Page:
When Ljubicic drew level at one set all there was the nightmare prospect of the kind of disintegration that destroyed Murray in the Australian Open final against Djokovic at the start of the year. The rhythm of his game was broken and when the Croat delivered an ace timed at 132mph there was the old dread that Murray might again lose himself in a fever of frustration. Certainly he returned to the habit that we had been told would dwindle with a new level of self-confidence, the bellowing and gesticulating aimed at an entourage suddenly enveloped in their worst fears.
Yet if these are frequently among the least uplifting sights and sounds at the highest level of the game, their effect is sometimes beneficial – at least in places this side of the pinnacles of the game. Against Ljubicic it was certainly sufficient to draw from Murray some of his annoyance – and some understanding that it was time for him to produce more than a spasmodic ebb and flow of brilliance and breakdown.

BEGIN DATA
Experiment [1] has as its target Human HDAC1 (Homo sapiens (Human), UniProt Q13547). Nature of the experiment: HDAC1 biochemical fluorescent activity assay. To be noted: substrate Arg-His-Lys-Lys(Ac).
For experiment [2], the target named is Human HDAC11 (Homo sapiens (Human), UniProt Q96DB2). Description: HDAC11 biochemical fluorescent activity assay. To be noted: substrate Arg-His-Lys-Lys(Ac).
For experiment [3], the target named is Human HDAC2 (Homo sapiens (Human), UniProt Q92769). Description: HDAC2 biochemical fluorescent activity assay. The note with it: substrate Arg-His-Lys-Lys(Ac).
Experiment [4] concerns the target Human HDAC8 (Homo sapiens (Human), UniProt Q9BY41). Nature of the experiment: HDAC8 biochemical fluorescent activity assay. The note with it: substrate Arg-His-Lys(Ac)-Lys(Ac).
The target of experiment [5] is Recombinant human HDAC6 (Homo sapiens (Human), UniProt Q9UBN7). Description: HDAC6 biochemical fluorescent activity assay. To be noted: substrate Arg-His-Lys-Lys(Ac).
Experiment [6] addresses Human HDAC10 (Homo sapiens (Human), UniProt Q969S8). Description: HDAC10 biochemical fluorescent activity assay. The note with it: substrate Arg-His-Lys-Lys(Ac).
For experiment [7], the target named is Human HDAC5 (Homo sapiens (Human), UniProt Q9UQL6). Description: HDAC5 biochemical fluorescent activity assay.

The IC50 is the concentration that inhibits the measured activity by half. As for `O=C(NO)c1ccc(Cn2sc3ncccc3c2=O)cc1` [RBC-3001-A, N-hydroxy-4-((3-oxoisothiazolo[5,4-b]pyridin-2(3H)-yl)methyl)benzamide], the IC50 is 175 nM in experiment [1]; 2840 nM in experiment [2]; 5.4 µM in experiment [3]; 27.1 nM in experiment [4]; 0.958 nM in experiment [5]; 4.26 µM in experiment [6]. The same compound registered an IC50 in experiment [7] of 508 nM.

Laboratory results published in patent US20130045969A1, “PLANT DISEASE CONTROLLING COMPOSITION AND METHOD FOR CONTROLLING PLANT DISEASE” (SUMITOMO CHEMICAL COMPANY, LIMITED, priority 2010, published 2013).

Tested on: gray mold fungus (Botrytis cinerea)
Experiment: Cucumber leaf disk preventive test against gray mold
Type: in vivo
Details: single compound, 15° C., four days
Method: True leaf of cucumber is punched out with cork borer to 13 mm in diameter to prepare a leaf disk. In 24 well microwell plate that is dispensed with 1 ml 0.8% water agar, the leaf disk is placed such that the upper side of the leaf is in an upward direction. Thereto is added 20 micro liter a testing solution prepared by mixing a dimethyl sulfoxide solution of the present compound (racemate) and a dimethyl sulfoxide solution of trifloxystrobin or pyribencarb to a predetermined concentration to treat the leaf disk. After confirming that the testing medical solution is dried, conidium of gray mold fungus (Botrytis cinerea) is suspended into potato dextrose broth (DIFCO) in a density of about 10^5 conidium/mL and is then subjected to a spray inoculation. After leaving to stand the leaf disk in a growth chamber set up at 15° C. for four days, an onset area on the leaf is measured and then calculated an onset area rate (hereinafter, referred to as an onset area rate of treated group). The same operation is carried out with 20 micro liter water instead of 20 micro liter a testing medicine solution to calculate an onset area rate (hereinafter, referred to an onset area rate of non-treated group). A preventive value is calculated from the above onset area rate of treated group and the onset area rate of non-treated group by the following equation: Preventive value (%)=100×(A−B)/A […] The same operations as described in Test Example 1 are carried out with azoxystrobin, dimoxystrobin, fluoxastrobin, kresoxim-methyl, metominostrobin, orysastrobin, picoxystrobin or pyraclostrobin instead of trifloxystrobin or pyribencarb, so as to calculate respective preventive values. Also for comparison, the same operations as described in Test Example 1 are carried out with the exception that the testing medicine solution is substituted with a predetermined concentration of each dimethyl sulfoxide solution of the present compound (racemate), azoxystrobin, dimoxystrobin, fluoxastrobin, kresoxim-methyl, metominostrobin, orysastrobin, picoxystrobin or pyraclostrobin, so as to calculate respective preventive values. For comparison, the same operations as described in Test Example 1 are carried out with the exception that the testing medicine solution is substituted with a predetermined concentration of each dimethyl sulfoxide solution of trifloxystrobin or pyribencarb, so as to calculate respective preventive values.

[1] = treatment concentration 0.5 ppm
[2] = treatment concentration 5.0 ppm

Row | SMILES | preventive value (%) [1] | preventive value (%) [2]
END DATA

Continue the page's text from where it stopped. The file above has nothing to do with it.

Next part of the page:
Murray produced enough of the former, however, to carry him into the fourth round – and a revived chance to finally make a winning impact at the top of the game. Yet all the time there was a sub-text that just could not be relegated – and certainly seemed to show on the face of his mother and cheerleader, Judy.
It was the question about whether this is really the kind of modus operandi guaranteed to one day get the better of the three rivals who between them have accumulated a total of 27 Grand Slam titles. Murray's talent is constantly re-stated in the great tournaments. But then so are the frailities – and maybe the explanation why his talent has taken him to three Grand Slam finals without any sense that he has made the best of himself.